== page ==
Gateway was a pretty compulsive read, and its ending is the most touching example of robot psychology I’ve encountered since 2001. But nothing can excuse its vision of the future as a swinger’s playground. Oh yes, something can: it is from the 1970s. I appreciate the honesty amidst all the casual sex, but I don’t appreciate lines like this one: “Although we had very little conversation in a verbal sense we communicated beautifully with our bodies.”
Two things I learned about Jason Lutes after finishing Berlin: City of Stones: He grew up in Missoula, Montana (!) on a diet of Herge and other such comics luminaries. Also, he has never been more prolific than he’s been over the past year. He has recently churned out a number of new issues of Berlin, and book two, City of Smoke, will be published next month (!). Given the number of storytelling techniques at his command and the wealth of historical detail in book one, there is no reason to stop reading, or to assume the complete trilogy won’t be a monumental triumph.
Plus a little something not related to my daily reading:
I thought I would take a moment to list a few words and phrases that I dislike, ones that often make me cringe when I encounter them while reading. I don’t mean to be nitpicky, and I don’t really have a problem with the use of these words by people who know how to use them properly, but I am not that person.
Because these actions seem impossible…
1. Screwing up one’s face/eyes
Does this refer to making oneself look like the victim of a bar fight, or controlling one’s features with a screw-like motion? I’ve never known, but I don’t know how either one is achieved.
2. Gnashing one’s teeth
Gnashing one’s gums in the absence of teeth is a possibility, but this just seems painful.
3. Sucking one’s teeth
How can you suck something on the wrong side of your lips?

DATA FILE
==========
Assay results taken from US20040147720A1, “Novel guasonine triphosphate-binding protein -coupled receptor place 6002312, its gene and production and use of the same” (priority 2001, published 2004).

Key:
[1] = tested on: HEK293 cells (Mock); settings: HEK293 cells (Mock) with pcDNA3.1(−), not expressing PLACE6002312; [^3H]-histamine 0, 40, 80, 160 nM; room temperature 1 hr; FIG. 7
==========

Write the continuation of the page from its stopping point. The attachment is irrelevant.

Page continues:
Because they can only be used in one context…
4. Aquiline (as in noses)
5. Akimbo (as in arms)
What’s the use of a word with no versatility? If I could say Have you seen John’s new aquiline dreamscapes or I placed the chairs akimbo in front of the fireplace, then I would like these words, because they sound cool.
6. Graphic novel
For these reasons five:
a. Connotations of the word “graphic.” Doesn’t “graphic novel” describe porno-graphic fiction as well? On a more fundamental level, “graphic” simply refers to writing, and no novel can exist without being written.
b. It is often used erroneously. A collection of Peanuts comic strips is not a graphic novel, but a person who thinks the term is synonymous with “comic book” might refer to it as such.
c. It is often used to justify the literary value of comics by people who would be embarrassed to be caught reading a comic book. Well, not all comics have literary value, though there are other reasons why they are worthwhile for non-adolescents.
d. It removes contemporary comics from the history that they are heir to. A comics artist may be in part a student of literature and construct his work specifically as a novel, but calling it a “graphic novel” emphasizes that aspect of his art and deemphasizes his debt to old newspaper cartoonists and other comics artists.
e. It is such a leaden term. It sounds like required reading.